March 28, 2019
Logistically speaking, the recruiting and retention of students and teachers are separate processes. However, on some level, they share an intersecting end goal: creating a productive community of learning where both students and adults can thrive. Naturally, the ‘pitch’ parents get when considering schools for their child is student-centric, but sprinkling in a few insights about teacher development, diversity and retention could offer a significant value add. When researching schools for my son, I heard a lot about curriculum and student outcomes, but I found it far less common to receive meaningful information about teachers. Statistics like teacher to student ratio and credentials are important, but only scratch the surface.
What Else do Parents Want to Know About teachers?
As I researched schools for my son, I could visualize how he would spend a typical day at school but felt disconnected from the adults who would guide him through it. As a parent, who happens to work in talent, I know that the productivity, diversity and general well-being of school staff, particularly teachers, directly impacts students. In addition to tier rankings, class size and test scores, I wish schools shared more information about their staff.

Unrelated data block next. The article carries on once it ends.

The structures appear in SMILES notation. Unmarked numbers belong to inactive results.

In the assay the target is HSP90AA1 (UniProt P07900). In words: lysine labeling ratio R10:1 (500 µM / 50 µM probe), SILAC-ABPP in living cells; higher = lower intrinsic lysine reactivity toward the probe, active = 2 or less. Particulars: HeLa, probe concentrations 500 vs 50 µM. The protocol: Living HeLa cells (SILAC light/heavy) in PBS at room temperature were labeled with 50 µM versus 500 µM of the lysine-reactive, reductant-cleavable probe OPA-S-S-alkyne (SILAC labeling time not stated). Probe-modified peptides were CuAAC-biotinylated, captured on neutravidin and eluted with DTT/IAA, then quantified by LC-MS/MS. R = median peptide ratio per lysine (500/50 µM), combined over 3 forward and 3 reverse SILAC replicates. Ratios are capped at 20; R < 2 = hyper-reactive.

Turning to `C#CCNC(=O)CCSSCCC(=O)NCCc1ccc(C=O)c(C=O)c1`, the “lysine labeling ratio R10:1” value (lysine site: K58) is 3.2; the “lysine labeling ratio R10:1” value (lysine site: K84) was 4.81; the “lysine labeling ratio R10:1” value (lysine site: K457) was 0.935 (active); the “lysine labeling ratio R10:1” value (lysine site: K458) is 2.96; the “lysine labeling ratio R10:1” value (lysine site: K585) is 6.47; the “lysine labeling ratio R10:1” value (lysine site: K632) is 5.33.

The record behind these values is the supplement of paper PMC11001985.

How Schools Can Draw on Talent Topics to Differentiate Themselves with Parents
The same value proposition schools pitch to prospective teachers is also of value to parents. Teachers want to know how they will be compensated, prepared and supported in order to do their job of serving students well. Schools can differentiate themselves by proactively sharing this information, that parents would love to hear, but don’t always know to ask. Children spend approximately 1,000 hours per year at school, and as a parent, I want to know more about the adults they’re with. Schools should consider referencing the bright spots they promote when recruiting teachers when recruiting students as well. Below are a few recommendations for what to share and why it matters.
These things show up on my radar because I am a parent who happens to work with schools on talent. However, as teachers continue to voice their concerns nationally about work environment and wages, talent will be a topic that’s top of mind for everyone. For me, and other parents, it could prove to be a deciding factor in the decision to join one school community over another. If schools are already sharing this information with potential teachers, why not share it with potential parents too?[The research cited in this post is sourced from The Wallace Foundation and The Learning Policy Institute.]